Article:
CHICAGO: Jury selection began Monday in the trial of one of two US teens accused of stabbing a friend to appease a fictitious internet character, in a case that sparked a TV documentary “Beware the Slender man.”
Anissa Weier and Morgan Geyser — now 15, but 12 years old at the time of the 2014 crime — were charged with attempted first-degree murder for the brutal attack blamed on their belief in Slender Man — an online horror villain.
Weier pleaded guilty in August to a reduced attempted second-degree homicide charge in a Wisconsin court. Her trial will determine her mental health and whether she is to be sentenced to prison or a hospital.
The two girls are accused of stabbing a friend, Payton Leutner, 19 times at a park. A bicyclist found Leutner, who survived the attack, and helped her get to a hospital.
The incident inspired the 2016 HBO documentary “Beware the Slenderman.”
The girls told police they were trying to please the fictitious character, and believed he would hurt their families if they did not stab their friend.
“Morgan jumped on top of Bella and started stabbing her repeatedly, and that’s when I turned around because I couldn’t stand to see that,” Weier told police in an interrogation video made public, using a nickname for the victim.
Geyser, during her own police interview, claimed it was Weier who jumped on Leutner and “held her to the floor.”
“I think Anissa stabbed her first, and then I continued.”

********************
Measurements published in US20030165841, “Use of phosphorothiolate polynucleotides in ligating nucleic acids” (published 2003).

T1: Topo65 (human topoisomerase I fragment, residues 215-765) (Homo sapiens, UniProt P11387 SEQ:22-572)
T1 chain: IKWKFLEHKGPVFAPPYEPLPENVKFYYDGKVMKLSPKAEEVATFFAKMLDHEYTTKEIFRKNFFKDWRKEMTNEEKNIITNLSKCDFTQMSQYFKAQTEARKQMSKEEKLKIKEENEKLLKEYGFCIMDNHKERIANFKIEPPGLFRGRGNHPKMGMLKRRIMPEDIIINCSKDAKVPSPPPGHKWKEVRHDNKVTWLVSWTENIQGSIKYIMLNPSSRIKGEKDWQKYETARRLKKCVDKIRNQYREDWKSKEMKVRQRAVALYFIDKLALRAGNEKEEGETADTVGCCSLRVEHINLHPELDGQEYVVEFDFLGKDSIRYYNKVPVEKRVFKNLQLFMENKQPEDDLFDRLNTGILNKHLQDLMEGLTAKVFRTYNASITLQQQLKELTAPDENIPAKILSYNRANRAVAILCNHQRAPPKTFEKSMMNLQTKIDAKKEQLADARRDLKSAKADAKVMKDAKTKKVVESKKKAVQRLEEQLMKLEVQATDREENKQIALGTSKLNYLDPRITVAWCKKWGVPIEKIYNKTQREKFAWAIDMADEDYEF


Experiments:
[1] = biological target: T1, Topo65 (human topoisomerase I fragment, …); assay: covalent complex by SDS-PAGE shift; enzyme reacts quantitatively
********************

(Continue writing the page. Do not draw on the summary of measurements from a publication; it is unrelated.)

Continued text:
Both teens have asserted insanity defenses. Geyser is to stand trial later this year.
In the first morning of jury selection Monday, Waukesha County Circuit Judge Michael Bohren dismissed 24 from the initial group of potential jurors, US media reported.
The court needs 16 jurors, and has sent questionnaires to hundreds of candidates.
Under the terms of Weier’s guilty plea, prosecutors would recommend 10 years in prison if the jury rejects her insanity defense.
But she would be committed to a mental hospital for at least three years if the jury finds her impaired by mental illness.
Psychologists testified in pre-trial hearings that Weier suffered from depression and a delusional disorder that made it difficult to tell reality from fantasy, according to US media.
Geyser was being treated at a mental hospital for schizophrenia.
Several jurors on Monday expressed skepticism of an insanity defense.
“They think they get can off with a lesser penalty — just put ’em in a nut house a couple years and let them out,” the Milwaukee Journal-Sentinel quoted one potential juror as saying.
That juror, along with the other skeptics, was dismissed, the newspaper reported.
The trial is scheduled to last until September 21.